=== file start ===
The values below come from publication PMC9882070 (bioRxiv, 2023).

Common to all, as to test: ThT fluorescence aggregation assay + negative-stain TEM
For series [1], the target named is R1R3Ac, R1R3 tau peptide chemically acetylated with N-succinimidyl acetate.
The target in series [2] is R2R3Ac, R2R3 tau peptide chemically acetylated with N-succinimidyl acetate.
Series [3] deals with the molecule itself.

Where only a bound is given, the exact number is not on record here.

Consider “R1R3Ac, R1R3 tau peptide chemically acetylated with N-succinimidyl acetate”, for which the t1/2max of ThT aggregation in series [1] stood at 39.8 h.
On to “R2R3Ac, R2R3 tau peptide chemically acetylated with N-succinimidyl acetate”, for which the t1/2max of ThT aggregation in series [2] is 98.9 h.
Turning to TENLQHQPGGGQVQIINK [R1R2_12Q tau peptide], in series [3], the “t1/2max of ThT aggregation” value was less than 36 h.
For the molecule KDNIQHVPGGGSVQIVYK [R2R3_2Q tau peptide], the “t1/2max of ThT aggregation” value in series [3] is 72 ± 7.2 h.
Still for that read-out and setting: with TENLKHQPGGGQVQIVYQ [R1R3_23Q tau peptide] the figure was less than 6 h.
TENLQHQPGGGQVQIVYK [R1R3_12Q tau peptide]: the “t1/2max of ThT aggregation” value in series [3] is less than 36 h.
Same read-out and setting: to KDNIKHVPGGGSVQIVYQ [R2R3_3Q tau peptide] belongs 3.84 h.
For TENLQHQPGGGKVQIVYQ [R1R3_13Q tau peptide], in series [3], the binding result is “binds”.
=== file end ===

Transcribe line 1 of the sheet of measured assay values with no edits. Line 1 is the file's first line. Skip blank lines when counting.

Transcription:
The values below come from publication PMC9882070 (bioRxiv, 2023).